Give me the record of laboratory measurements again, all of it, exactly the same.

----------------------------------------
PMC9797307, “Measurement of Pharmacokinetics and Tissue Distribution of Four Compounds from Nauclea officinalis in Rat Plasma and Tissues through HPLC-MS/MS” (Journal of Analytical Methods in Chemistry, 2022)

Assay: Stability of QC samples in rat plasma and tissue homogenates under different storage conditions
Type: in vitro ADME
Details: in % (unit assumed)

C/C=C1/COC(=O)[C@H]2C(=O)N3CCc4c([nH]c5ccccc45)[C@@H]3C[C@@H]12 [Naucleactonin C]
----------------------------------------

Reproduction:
PMC9797307, “Measurement of Pharmacokinetics and Tissue Distribution of Four Compounds from Nauclea officinalis in Rat Plasma and Tissues through HPLC-MS/MS” (Journal of Analytical Methods in Chemistry, 2022)

Assay: Stability of QC samples in rat plasma and tissue homogenates under different storage conditions
Type: in vitro ADME
Details: in % (unit assumed)

C/C=C1/COC(=O)[C@H]2C(=O)N3CCc4c([nH]c5ccccc45)[C@@H]3C[C@@H]12 [Naucleactonin C]